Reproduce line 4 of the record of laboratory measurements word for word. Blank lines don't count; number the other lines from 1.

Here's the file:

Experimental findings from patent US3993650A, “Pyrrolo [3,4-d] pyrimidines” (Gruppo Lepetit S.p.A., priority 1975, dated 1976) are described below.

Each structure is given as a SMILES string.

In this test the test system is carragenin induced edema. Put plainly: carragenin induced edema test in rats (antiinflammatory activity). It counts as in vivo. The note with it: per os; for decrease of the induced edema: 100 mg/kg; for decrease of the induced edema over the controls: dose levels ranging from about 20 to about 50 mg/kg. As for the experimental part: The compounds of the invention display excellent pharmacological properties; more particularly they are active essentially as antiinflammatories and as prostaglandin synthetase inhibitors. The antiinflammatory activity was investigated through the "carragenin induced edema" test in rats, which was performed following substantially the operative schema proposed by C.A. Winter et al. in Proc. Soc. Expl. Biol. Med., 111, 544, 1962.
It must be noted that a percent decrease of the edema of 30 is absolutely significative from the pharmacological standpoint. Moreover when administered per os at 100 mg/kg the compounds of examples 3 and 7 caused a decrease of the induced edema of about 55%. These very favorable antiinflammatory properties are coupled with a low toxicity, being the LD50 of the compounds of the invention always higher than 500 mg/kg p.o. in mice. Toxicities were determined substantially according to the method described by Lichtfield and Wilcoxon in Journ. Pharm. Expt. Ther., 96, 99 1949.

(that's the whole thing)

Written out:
It must be noted that a percent decrease of the edema of 30 is absolutely significative from the pharmacological standpoint. Moreover when administered per os at 100 mg/kg the compounds of examples 3 and 7 caused a decrease of the induced edema of about 55%. These very favorable antiinflammatory properties are coupled with a low toxicity, being the LD50 of the compounds of the invention always higher than 500 mg/kg p.o. in mice. Toxicities were determined substantially according to the method described by Lichtfield and Wilcoxon in Journ. Pharm. Expt. Ther., 96, 99 1949.